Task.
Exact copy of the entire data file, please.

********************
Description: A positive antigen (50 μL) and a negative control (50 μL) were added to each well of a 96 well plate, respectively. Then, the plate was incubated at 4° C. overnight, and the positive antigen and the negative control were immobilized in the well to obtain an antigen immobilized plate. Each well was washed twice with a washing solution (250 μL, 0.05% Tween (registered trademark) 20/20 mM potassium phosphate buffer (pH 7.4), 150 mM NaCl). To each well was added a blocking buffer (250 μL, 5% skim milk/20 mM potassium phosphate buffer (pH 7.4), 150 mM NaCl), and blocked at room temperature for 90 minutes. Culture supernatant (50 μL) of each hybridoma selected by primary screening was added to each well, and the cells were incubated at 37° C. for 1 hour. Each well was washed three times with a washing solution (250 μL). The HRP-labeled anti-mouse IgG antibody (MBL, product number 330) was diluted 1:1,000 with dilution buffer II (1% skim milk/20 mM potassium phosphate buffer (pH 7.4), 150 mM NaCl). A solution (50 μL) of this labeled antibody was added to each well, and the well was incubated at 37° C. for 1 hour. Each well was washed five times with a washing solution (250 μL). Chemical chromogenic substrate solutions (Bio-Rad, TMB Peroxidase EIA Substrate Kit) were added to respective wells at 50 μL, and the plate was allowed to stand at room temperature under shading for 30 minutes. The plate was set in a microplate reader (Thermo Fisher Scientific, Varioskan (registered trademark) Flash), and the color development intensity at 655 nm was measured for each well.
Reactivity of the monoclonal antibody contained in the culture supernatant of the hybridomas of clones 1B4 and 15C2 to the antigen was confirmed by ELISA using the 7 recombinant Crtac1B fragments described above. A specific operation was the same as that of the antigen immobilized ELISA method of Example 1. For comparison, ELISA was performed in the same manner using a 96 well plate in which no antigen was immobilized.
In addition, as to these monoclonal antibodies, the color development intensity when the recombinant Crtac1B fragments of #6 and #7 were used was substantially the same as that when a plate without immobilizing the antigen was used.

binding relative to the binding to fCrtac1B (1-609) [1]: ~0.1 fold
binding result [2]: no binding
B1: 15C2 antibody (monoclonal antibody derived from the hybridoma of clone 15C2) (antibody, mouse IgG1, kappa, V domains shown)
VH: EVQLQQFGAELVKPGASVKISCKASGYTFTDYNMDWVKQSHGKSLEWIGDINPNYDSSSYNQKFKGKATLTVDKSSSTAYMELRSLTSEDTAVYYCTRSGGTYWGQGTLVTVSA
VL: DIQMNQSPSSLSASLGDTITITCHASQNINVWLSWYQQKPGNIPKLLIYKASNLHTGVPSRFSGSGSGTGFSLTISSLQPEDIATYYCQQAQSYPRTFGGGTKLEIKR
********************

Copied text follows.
Description: A positive antigen (50 μL) and a negative control (50 μL) were added to each well of a 96 well plate, respectively. Then, the plate was incubated at 4° C. overnight, and the positive antigen and the negative control were immobilized in the well to obtain an antigen immobilized plate. Each well was washed twice with a washing solution (250 μL, 0.05% Tween (registered trademark) 20/20 mM potassium phosphate buffer (pH 7.4), 150 mM NaCl). To each well was added a blocking buffer (250 μL, 5% skim milk/20 mM potassium phosphate buffer (pH 7.4), 150 mM NaCl), and blocked at room temperature for 90 minutes. Culture supernatant (50 μL) of each hybridoma selected by primary screening was added to each well, and the cells were incubated at 37° C. for 1 hour. Each well was washed three times with a washing solution (250 μL). The HRP-labeled anti-mouse IgG antibody (MBL, product number 330) was diluted 1:1,000 with dilution buffer II (1% skim milk/20 mM potassium phosphate buffer (pH 7.4), 150 mM NaCl). A solution (50 μL) of this labeled antibody was added to each well, and the well was incubated at 37° C. for 1 hour. Each well was washed five times with a washing solution (250 μL). Chemical chromogenic substrate solutions (Bio-Rad, TMB Peroxidase EIA Substrate Kit) were added to respective wells at 50 μL, and the plate was allowed to stand at room temperature under shading for 30 minutes. The plate was set in a microplate reader (Thermo Fisher Scientific, Varioskan (registered trademark) Flash), and the color development intensity at 655 nm was measured for each well.
Reactivity of the monoclonal antibody contained in the culture supernatant of the hybridomas of clones 1B4 and 15C2 to the antigen was confirmed by ELISA using the 7 recombinant Crtac1B fragments described above. A specific operation was the same as that of the antigen immobilized ELISA method of Example 1. For comparison, ELISA was performed in the same manner using a 96 well plate in which no antigen was immobilized.
In addition, as to these monoclonal antibodies, the color development intensity when the recombinant Crtac1B fragments of #6 and #7 were used was substantially the same as that when a plate without immobilizing the antigen was used.

binding relative to the binding to fCrtac1B (1-609) [1]: ~0.1 fold
binding result [2]: no binding
B1: 15C2 antibody (monoclonal antibody derived from the hybridoma of clone 15C2) (antibody, mouse IgG1, kappa, V domains shown)
VH: EVQLQQFGAELVKPGASVKISCKASGYTFTDYNMDWVKQSHGKSLEWIGDINPNYDSSSYNQKFKGKATLTVDKSSSTAYMELRSLTSEDTAVYYCTRSGGTYWGQGTLVTVSA
VL: DIQMNQSPSSLSASLGDTITITCHASQNINVWLSWYQQKPGNIPKLLIYKASNLHTGVPSRFSGSGSGTGFSLTISSLQPEDIATYYCQQAQSYPRTFGGGTKLEIKR